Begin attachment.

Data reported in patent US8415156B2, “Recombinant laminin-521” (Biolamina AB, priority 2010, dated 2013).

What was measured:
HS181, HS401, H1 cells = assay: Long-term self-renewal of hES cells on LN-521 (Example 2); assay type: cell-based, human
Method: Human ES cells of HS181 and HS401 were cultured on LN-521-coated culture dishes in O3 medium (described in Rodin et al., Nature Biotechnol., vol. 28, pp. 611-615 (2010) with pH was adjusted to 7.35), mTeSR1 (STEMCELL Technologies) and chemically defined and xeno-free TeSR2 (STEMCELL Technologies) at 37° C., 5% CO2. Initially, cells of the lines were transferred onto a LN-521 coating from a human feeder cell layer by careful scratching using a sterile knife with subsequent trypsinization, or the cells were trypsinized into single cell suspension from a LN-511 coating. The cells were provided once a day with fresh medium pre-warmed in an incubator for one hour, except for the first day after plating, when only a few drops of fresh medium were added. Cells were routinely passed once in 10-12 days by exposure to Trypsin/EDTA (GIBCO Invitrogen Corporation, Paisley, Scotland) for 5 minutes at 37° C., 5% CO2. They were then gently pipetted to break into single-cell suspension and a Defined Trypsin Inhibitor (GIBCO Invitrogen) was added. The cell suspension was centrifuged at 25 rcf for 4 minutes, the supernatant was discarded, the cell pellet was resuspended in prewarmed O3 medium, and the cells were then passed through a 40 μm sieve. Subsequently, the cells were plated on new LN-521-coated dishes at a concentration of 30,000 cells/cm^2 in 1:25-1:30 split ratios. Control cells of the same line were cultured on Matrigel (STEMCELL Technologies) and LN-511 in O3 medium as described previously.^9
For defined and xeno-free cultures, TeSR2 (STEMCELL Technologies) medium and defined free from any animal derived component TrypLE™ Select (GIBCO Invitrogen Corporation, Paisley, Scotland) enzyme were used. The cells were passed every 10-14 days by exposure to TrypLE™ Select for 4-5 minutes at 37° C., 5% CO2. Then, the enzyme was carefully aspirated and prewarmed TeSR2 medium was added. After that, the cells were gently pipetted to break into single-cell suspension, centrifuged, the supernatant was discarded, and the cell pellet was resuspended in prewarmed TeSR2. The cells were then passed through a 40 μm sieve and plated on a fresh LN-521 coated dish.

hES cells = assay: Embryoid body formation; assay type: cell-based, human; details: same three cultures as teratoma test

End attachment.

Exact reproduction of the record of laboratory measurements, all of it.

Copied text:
Data reported in patent US8415156B2, “Recombinant laminin-521” (Biolamina AB, priority 2010, dated 2013).

What was measured:
HS181, HS401, H1 cells = assay: Long-term self-renewal of hES cells on LN-521 (Example 2); assay type: cell-based, human
Method: Human ES cells of HS181 and HS401 were cultured on LN-521-coated culture dishes in O3 medium (described in Rodin et al., Nature Biotechnol., vol. 28, pp. 611-615 (2010) with pH was adjusted to 7.35), mTeSR1 (STEMCELL Technologies) and chemically defined and xeno-free TeSR2 (STEMCELL Technologies) at 37° C., 5% CO2. Initially, cells of the lines were transferred onto a LN-521 coating from a human feeder cell layer by careful scratching using a sterile knife with subsequent trypsinization, or the cells were trypsinized into single cell suspension from a LN-511 coating. The cells were provided once a day with fresh medium pre-warmed in an incubator for one hour, except for the first day after plating, when only a few drops of fresh medium were added. Cells were routinely passed once in 10-12 days by exposure to Trypsin/EDTA (GIBCO Invitrogen Corporation, Paisley, Scotland) for 5 minutes at 37° C., 5% CO2. They were then gently pipetted to break into single-cell suspension and a Defined Trypsin Inhibitor (GIBCO Invitrogen) was added. The cell suspension was centrifuged at 25 rcf for 4 minutes, the supernatant was discarded, the cell pellet was resuspended in prewarmed O3 medium, and the cells were then passed through a 40 μm sieve. Subsequently, the cells were plated on new LN-521-coated dishes at a concentration of 30,000 cells/cm^2 in 1:25-1:30 split ratios. Control cells of the same line were cultured on Matrigel (STEMCELL Technologies) and LN-511 in O3 medium as described previously.^9
For defined and xeno-free cultures, TeSR2 (STEMCELL Technologies) medium and defined free from any animal derived component TrypLE™ Select (GIBCO Invitrogen Corporation, Paisley, Scotland) enzyme were used. The cells were passed every 10-14 days by exposure to TrypLE™ Select for 4-5 minutes at 37° C., 5% CO2. Then, the enzyme was carefully aspirated and prewarmed TeSR2 medium was added. After that, the cells were gently pipetted to break into single-cell suspension, centrifuged, the supernatant was discarded, and the cell pellet was resuspended in prewarmed TeSR2. The cells were then passed through a 40 μm sieve and plated on a fresh LN-521 coated dish.

hES cells = assay: Embryoid body formation; assay type: cell-based, human; details: same three cultures as teratoma test